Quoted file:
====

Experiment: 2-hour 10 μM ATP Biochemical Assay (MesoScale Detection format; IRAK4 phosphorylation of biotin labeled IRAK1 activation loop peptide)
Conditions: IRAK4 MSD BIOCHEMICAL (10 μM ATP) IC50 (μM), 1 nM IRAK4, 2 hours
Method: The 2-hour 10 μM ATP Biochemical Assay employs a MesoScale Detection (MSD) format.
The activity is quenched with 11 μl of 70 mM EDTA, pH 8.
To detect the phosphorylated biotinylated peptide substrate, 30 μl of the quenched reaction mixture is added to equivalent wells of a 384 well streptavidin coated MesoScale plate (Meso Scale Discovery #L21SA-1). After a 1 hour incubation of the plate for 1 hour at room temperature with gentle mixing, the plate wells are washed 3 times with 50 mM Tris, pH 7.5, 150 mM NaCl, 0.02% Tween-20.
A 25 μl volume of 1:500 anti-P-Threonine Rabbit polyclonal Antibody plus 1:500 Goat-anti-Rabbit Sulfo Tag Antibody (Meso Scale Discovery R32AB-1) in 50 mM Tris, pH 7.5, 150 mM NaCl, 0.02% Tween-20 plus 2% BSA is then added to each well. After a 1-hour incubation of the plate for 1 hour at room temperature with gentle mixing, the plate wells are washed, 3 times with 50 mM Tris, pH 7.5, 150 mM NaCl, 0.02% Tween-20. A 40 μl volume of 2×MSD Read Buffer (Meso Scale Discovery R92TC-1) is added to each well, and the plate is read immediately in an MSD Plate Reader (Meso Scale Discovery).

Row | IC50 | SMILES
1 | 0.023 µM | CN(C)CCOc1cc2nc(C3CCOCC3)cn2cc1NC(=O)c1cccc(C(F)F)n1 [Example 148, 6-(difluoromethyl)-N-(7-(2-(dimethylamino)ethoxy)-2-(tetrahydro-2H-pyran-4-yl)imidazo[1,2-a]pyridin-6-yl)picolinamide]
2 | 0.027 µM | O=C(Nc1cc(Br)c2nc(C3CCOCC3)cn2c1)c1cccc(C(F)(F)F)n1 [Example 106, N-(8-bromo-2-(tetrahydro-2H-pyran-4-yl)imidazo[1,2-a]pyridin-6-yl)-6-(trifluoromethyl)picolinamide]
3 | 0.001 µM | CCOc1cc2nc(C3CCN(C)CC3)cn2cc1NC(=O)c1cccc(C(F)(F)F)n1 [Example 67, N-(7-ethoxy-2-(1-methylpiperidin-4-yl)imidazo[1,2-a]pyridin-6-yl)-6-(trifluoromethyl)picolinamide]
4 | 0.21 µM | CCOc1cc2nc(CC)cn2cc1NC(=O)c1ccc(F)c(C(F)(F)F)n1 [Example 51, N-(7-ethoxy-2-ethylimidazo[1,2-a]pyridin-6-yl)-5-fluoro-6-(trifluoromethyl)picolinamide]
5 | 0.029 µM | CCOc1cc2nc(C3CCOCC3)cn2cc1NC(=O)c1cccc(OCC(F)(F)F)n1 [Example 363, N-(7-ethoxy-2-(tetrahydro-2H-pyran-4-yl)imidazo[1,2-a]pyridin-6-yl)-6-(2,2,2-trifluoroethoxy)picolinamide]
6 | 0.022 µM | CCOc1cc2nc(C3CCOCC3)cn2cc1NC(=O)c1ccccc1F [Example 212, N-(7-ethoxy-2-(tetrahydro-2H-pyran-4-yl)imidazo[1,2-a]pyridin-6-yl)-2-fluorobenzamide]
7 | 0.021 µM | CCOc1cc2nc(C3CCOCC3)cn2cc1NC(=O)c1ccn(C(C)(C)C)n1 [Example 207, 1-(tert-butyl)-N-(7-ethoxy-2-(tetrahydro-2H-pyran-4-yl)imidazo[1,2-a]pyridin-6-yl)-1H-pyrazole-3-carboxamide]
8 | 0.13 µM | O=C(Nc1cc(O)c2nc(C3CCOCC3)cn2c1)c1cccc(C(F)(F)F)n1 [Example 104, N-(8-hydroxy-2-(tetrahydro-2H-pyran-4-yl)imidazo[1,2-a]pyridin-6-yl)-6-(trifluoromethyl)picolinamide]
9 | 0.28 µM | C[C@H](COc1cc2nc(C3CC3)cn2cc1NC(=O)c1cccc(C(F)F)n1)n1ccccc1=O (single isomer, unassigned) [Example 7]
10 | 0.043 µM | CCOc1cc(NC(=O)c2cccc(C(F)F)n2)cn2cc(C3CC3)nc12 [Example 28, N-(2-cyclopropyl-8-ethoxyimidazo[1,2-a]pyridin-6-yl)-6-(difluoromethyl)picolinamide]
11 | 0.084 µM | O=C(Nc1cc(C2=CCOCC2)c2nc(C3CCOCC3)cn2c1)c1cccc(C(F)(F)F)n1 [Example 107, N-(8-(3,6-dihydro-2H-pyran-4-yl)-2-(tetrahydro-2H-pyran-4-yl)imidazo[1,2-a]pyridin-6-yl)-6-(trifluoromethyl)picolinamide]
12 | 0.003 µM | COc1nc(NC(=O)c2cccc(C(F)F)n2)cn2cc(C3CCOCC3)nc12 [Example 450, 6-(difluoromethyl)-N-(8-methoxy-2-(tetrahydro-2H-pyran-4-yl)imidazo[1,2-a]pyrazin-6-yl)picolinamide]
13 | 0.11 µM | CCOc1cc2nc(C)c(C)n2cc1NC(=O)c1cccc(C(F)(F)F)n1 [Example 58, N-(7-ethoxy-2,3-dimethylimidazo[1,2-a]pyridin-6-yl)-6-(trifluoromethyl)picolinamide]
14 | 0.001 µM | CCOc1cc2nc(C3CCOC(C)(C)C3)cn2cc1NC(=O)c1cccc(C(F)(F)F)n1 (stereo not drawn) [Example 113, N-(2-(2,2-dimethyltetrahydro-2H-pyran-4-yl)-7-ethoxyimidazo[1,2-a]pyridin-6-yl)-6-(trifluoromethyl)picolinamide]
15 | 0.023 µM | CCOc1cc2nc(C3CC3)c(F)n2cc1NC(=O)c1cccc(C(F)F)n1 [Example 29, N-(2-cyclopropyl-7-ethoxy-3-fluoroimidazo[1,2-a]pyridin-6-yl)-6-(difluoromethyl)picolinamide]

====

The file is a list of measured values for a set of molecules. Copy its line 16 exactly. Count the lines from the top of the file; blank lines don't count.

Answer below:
9 | 0.28 µM | C[C@H](COc1cc2nc(C3CC3)cn2cc1NC(=O)c1cccc(C(F)F)n1)n1ccccc1=O (single isomer, unassigned) [Example 7]